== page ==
Reviewed by David Maclaine
The "Warrior of Rome" series by Harry Sidebottom is set in an age when the Roman Empire came very close to falling, a good century-and-a-half before the final reckoning actually arrived. The Empire's great crisis in the last half of the third century featured events in the east no less dramatic than the rebellions and invasions that plagued the west. A revived Persian empire assaulted the eastern frontier; in the wake of their early success, another power arose at Palmyra. Meanwhile Goths began to raid from the Black Sea. Classical scholar Sidebottom has undertaken the task of transforming these events into historical fiction. He is, as it happens, a great fan of the genre, one who has learned his craft from close observation of its masters, and he pays tribute to a couple of them at the end of each novel. So it's no surprise that his "Warrior of Rome" series, which reached five volumes in 2012, succeeds brilliantly in transforming the tumult of a little-known age into riveting entertainment.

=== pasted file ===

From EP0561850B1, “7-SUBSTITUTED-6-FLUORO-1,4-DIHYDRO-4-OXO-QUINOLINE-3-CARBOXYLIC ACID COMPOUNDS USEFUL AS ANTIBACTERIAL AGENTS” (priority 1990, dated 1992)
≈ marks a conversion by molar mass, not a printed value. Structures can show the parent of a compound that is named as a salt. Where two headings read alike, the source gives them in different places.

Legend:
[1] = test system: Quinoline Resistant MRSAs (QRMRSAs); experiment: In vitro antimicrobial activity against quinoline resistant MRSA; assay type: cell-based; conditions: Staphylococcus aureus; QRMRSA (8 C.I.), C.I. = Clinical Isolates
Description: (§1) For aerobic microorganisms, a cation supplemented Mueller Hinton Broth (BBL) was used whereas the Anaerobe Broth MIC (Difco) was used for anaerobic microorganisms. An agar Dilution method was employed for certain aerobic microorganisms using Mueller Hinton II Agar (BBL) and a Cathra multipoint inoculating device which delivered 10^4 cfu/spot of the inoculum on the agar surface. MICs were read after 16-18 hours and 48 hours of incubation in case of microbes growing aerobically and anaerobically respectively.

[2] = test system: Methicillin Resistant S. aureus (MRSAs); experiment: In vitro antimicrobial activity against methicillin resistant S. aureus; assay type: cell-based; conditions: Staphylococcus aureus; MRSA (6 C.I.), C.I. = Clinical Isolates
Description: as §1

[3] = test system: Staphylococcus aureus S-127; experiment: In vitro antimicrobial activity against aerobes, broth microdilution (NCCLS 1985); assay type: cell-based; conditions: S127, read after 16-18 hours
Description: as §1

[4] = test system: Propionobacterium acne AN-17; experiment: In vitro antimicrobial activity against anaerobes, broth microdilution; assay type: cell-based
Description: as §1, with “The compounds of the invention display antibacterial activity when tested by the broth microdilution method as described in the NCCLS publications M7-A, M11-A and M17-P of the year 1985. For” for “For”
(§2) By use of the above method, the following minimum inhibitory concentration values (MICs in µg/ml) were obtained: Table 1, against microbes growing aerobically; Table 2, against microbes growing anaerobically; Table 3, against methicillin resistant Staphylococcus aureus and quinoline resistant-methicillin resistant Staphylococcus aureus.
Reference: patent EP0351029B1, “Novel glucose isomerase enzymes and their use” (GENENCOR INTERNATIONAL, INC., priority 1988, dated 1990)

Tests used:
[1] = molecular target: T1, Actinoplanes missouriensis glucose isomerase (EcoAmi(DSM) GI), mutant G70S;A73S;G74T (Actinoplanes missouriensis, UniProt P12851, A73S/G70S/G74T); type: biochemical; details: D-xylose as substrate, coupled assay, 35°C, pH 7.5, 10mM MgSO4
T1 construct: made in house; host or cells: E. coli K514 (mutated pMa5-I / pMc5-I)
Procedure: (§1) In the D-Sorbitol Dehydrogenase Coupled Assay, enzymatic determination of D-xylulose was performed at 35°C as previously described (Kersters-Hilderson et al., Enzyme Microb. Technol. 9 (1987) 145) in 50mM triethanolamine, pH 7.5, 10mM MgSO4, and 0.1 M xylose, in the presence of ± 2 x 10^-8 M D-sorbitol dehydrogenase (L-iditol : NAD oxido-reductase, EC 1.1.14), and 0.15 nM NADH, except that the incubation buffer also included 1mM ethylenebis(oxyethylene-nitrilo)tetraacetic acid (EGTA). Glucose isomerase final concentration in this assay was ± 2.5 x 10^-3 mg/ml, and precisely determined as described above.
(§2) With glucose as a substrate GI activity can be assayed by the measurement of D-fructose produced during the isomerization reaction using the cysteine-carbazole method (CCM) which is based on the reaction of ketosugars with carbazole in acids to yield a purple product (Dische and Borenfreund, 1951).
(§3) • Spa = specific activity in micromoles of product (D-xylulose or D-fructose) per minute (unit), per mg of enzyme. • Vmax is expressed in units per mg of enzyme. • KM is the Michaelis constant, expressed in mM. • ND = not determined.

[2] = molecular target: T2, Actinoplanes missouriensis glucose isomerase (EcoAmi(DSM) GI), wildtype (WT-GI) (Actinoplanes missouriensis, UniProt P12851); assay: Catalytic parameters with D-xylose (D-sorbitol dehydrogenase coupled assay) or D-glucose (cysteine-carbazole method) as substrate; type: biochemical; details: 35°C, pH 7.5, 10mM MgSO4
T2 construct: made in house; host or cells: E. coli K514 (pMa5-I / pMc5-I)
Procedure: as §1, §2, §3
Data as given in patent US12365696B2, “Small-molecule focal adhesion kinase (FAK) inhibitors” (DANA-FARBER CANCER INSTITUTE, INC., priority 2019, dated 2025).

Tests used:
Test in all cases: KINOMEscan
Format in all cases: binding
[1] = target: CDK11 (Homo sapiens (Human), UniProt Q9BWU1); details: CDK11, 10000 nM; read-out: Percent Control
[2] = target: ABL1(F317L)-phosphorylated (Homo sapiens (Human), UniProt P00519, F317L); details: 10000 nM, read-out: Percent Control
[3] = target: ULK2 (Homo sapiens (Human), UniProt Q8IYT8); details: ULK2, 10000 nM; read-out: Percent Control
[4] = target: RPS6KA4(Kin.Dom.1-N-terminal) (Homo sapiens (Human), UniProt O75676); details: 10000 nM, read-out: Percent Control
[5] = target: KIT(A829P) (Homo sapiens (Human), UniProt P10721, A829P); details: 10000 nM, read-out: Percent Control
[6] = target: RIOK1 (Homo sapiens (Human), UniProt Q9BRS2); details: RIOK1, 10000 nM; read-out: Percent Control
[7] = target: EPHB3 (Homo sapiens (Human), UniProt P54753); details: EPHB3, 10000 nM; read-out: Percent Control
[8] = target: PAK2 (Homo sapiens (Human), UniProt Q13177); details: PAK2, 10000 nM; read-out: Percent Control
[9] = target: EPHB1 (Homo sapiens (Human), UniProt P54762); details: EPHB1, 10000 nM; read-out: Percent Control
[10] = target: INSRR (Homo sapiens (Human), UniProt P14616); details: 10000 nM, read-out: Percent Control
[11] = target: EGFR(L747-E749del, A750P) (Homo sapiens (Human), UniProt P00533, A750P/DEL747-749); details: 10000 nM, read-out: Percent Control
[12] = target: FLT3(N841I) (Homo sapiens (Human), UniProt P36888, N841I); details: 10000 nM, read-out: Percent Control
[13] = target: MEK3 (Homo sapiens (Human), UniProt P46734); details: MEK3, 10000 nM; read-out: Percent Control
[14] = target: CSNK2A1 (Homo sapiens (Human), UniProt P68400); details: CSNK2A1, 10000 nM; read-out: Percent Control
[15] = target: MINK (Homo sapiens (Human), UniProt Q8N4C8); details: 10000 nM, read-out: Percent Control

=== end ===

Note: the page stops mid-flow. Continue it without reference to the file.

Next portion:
Sidebottom's protagonist is a former hostage from an obscure Northern tribe. He is drawn into an assassination plot in the first pages of Fire in the East, is rewarded with a high military rank, and earns the nickname Ballista. His non-Roman background makes Ballista a perpetual outsider, the sort who makes new enemies every time he turns around. It took me a while to notice the sly tribute underlying one particular detail: this misfit military hero is an Angle, and the sidekick who fights along his side is from Hibernia, which is to say, Ireland. At the end of King of Kings Sidebottom mentions his fondness for the writing of Bernard Cornwall, who wrote a great many novels about an English officer from the wrong side of the tracks named Sharpe, and whose battle companion is a powerful Irishman named Harper. Sidebottom's novels are sprinkled with these subtle homages. They are also researched with a thoroughness that puts most competitors to shame.